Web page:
MONTREAL, Dec. 15 /CNW Telbec/ - The brewing industry is disappointed in the announcement, yesterday morning, by the Ministère du Développement durable, de l'Environnement et des Parcs (MDDEP) regarding the Regulation respecting royalties for water usage.
The brewing industry believes it is important that Quebec's public policies recover a portion of the social costs of water usage, recognizing that this is a collective resource. It is therefore in favour of the concept of royalties for water usage. However, it would like to see charges imposed based on actual usage of the resource. It deplores the fact that the Regulation makes no distinction between the various uses to which water is put within a given company or industry.
The Regulation merely divides the industries into categories and applies various royalty rates, without taking into account the actual use of the resource. Thus, the Regulation sets one royalty rate of $70 per million litres of water consumed ($0.07/m³) which applies to industries that the government has identified as using water entirely for commercial purposes, that is to say, in their finished product. A second rate, 28 times lower than the first, has been set at $2.50 per million litres of water consumed ($0.0025/m³) which applies to all other economic sectors.
The Regulation wrongly identifies the brewing industry as being subject to only the first rate. Indeed, water is one of the most important primary ingredients in beer production. However, a volume of water approximately 3 or 4 times greater than that which goes into the bottles is also used in the manufacturing processes and for the cleaning of multiple-use bottles. This means that over 75% of the water used by the brewing industry is returned to the ecosystem after it has been treated. According to the new Regulation, all of the water used, whether it is returned to the system or not, will be charged as if it were bottled. The government's chosen rate-setting method scoffs at the responsible use of water within a company and, at the same time, pays no attention to the return of water meeting all the prevailing quality standards to the ecosystem.
On top of that, the industry's multiple-use bottles, which are recovered, washed and re-used on average more than ten times, provide outstanding environmental performance compared with other beverage containers. In deciding to proceed with a rate-setting method that ignores the actual use made of water, the government is denigrating a container that is considered by environmental experts as one of the most ecologically friendly on the market. Setting rates according to actual usage would have been an easily achievable and fairer alternative, which would have recognized the value of water, a resource that is dear to Quebeckers' hearts.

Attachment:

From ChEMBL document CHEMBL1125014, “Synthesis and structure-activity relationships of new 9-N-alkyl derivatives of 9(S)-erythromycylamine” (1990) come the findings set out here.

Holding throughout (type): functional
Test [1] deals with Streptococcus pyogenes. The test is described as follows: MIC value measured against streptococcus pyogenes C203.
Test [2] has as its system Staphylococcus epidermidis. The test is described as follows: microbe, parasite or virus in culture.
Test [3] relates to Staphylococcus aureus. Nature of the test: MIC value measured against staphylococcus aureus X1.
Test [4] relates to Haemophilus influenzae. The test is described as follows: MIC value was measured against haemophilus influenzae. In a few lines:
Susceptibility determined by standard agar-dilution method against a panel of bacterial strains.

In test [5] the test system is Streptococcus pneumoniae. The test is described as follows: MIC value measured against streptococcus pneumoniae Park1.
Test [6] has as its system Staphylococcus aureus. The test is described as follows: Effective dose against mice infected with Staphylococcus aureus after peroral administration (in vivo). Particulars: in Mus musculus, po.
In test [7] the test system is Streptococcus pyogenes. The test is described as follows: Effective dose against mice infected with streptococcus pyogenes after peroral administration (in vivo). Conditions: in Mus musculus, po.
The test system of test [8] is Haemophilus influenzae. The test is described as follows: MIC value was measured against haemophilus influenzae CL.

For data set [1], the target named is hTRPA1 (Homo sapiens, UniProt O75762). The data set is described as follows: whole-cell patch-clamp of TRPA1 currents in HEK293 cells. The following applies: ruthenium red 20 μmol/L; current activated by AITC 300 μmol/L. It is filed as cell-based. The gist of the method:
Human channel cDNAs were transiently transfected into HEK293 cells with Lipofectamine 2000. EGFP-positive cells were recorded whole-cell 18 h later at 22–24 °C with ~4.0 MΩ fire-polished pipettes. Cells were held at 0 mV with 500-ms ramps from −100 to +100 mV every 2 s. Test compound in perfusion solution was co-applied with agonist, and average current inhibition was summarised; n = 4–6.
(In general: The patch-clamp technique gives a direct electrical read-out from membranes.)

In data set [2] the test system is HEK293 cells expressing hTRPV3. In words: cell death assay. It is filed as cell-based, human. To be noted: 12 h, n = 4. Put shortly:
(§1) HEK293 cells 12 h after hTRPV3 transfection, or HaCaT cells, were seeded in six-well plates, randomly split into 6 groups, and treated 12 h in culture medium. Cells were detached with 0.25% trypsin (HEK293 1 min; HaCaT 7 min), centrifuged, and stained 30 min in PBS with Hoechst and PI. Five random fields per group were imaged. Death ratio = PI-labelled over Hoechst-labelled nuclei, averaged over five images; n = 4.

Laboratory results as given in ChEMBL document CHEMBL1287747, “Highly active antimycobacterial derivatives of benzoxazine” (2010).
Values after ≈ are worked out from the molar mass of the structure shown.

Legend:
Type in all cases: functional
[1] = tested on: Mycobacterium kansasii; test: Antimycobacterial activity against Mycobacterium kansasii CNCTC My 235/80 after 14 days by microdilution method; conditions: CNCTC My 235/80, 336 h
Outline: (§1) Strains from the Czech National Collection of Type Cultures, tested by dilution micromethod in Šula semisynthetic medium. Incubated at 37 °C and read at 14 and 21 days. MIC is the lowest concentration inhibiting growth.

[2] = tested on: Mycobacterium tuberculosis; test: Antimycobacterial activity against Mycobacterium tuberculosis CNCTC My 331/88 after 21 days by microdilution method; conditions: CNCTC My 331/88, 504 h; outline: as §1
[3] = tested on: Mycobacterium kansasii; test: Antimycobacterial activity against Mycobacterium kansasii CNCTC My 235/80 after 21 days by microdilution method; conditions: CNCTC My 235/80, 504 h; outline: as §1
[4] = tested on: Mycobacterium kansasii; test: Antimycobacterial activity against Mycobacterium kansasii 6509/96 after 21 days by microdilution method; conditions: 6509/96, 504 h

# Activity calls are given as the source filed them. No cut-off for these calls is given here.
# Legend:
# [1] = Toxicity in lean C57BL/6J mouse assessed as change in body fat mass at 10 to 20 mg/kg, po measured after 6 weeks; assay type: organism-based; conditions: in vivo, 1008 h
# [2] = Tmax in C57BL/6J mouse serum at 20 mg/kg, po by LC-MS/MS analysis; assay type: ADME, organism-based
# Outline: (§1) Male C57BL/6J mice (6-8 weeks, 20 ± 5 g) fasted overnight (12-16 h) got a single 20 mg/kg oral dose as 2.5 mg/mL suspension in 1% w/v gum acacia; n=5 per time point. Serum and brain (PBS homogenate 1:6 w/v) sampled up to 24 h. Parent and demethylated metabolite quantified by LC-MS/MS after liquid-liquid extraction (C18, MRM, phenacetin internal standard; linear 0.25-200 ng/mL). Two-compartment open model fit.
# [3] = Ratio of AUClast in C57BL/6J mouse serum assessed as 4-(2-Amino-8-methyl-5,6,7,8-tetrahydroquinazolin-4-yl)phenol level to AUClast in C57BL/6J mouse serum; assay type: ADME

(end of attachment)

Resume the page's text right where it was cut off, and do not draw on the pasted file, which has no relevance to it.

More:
About the Quebec Brewers Association
Founded in 1943, the Quebec Brewers Association (QBA) represents its members, the Labatt and Molson Coors breweries, on various issues affecting the brewing industry, making it the leading authority on the subject in Quebec.
The beer industry generates nearly 5,000 direct jobs in Quebec and is recognized as a major corporate citizen in the province's sports and cultural events. The QBA and its members are concerned about responsible consumption, the environment and recycling.
About the Association des microbrasseries du Québec
The Association des microbrasseries du Québec was founded in 1990. It represents thirty small breweries located in all parts of Quebec, which produce over 90% of the province's microbrewery beers, and whose market share reached 6.5% in 2009. With that market share, the microbreweries create approximately 16% of the industry's jobs, contributing to wealth development in their regions in the agri-food and tourism sectors. The AMBQ's members are highly committed towards the protection of the environment.
For further information: For further information:
Philippe Batani, QBA, (514) 284-9199
Jean-Pierre Tremblay, AMBQ, (514) 543-9501
Martin Geoffroy, (514) 298-0120